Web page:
In my case I still see myself as the only person in my family who really identifies as an Afro-Latino. Most of my family sees themselves as just Latino(a), even though the color of their skin says otherwise. Growing up I remember my grandpa calling me, "La Negra." It wasn't a big deal but I was aware that I was a little darker than my cousins.
 
Let's take it back to 1804 when Haiti gained its independence and the remainder of the island made a bid for its own independence in 1821. When this attempt failed the Dominican Republic was ruled by Haiti for the next 22 years. And although the Dominican Republic gained independence in 1844, much  of the historic prejudice against Haitians stems from this 22 year period preceding independence. There's no single individual who has been more influential in how Dominicans view their own blackness than El General Rafael Trujillo. During his approximately thirty year dictatorship, he had a long-lasting effect on how Dominicans viewed race, blackness, and their own African heritage.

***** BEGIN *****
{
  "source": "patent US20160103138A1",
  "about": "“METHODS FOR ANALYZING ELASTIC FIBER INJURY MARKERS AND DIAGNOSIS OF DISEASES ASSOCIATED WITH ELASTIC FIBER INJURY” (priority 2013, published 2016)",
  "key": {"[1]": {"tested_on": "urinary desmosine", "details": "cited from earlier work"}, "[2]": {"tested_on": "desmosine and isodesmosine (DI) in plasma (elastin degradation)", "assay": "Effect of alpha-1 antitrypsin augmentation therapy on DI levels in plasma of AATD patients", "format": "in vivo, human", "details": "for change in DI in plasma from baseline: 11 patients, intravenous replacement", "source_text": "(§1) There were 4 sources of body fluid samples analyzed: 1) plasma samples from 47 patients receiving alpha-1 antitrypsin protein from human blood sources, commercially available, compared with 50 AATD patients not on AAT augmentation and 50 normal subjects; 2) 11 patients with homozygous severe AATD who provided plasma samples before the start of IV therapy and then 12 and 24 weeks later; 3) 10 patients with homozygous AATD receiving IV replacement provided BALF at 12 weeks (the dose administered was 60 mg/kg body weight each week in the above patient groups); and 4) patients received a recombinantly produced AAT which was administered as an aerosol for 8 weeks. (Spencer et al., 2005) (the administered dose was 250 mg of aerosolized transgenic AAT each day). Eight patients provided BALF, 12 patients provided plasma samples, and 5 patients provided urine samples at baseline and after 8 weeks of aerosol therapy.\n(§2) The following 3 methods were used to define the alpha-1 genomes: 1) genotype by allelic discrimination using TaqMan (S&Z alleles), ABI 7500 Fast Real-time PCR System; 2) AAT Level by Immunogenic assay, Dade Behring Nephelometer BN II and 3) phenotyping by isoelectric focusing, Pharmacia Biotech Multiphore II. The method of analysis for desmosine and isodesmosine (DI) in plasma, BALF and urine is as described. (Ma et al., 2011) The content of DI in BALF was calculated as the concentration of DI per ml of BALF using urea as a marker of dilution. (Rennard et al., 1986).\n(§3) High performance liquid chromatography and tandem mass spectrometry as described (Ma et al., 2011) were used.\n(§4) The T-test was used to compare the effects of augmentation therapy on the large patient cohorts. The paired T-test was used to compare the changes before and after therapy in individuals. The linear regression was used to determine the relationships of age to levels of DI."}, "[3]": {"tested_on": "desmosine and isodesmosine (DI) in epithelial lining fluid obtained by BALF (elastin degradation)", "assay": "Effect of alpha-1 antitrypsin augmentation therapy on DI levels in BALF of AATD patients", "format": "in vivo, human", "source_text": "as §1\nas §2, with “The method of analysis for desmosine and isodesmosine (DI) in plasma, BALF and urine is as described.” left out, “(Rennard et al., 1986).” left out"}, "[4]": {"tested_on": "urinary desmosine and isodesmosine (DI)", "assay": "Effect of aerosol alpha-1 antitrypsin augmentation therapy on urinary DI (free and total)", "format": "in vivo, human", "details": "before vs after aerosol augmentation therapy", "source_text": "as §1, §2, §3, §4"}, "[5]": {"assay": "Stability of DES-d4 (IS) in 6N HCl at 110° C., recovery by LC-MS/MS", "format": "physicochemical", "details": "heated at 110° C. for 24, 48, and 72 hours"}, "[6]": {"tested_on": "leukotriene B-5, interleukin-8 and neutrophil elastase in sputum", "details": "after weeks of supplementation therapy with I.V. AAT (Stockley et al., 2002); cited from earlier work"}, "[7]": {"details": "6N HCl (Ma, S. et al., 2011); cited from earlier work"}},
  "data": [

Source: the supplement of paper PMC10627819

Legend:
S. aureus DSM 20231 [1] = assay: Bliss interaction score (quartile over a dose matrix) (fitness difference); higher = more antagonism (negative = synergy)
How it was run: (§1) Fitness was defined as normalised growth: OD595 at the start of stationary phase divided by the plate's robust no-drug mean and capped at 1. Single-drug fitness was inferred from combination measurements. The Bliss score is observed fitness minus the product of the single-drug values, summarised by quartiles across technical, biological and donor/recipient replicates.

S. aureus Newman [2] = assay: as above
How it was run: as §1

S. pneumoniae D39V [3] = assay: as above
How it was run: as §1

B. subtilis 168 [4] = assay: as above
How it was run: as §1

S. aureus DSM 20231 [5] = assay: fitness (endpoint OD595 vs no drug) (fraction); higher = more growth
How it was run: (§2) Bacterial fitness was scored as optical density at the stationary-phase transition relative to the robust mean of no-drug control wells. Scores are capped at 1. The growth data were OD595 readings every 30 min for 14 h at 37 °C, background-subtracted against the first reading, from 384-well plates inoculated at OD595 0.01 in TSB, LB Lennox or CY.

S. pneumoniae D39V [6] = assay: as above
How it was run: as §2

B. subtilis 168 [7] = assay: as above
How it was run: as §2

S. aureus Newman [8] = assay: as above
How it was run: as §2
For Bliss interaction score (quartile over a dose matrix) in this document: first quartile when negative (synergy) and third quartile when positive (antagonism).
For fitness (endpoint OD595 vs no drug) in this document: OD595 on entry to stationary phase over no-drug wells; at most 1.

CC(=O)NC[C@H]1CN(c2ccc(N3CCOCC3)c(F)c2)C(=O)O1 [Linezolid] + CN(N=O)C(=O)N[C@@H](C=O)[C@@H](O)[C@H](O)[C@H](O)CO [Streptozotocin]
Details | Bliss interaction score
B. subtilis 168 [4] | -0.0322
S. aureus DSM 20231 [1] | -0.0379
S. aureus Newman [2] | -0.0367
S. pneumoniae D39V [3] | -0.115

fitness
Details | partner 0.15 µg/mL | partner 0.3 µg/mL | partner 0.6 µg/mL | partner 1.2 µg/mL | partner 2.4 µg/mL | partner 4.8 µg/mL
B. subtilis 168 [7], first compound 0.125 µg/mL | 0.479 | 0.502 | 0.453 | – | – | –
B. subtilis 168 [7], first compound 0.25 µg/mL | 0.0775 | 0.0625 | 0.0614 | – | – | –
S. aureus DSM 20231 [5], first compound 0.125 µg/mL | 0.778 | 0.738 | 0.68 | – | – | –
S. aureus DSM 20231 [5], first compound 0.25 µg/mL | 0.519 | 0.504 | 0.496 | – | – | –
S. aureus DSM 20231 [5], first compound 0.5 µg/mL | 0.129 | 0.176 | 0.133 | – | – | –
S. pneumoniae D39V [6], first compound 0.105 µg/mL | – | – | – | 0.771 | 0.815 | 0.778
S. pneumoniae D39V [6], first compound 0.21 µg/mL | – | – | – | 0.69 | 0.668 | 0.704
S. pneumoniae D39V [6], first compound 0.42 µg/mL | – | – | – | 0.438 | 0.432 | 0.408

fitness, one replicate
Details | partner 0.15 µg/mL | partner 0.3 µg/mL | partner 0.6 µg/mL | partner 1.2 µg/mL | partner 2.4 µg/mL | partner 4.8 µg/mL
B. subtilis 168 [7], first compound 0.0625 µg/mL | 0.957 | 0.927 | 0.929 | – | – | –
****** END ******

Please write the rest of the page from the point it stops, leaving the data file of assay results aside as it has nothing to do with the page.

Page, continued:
There is this hiding within the Latino culture, the hiding of the darker ones, the hiding of the ones who have curlier hair or bigger lips or a bigger nose. I have had encounters, even in the Latin entertainment field, where people didn't know where to place me or they didn't get me... because Dominicans can look like anything so...
 
When someone calls me Afro-Latina I’m like, 'Well duh.' I just  feel like that’s something people have to accept, that it's a part of your heritage, not just for Latino/as in the Caribbean but in other places too. There’s plenty of mixing that happens over time and I definitely understand the need to identify with it, especially if it’s a super strong part of your culture and your upbringing. Being an Afro-Latina is a mixture of greatness, it's like all that Sazon in a soup,  and I love representing that mixtura!" ~ Jes Perez 
Camille Safiya ~ Afro- Cuban/Dominican Singer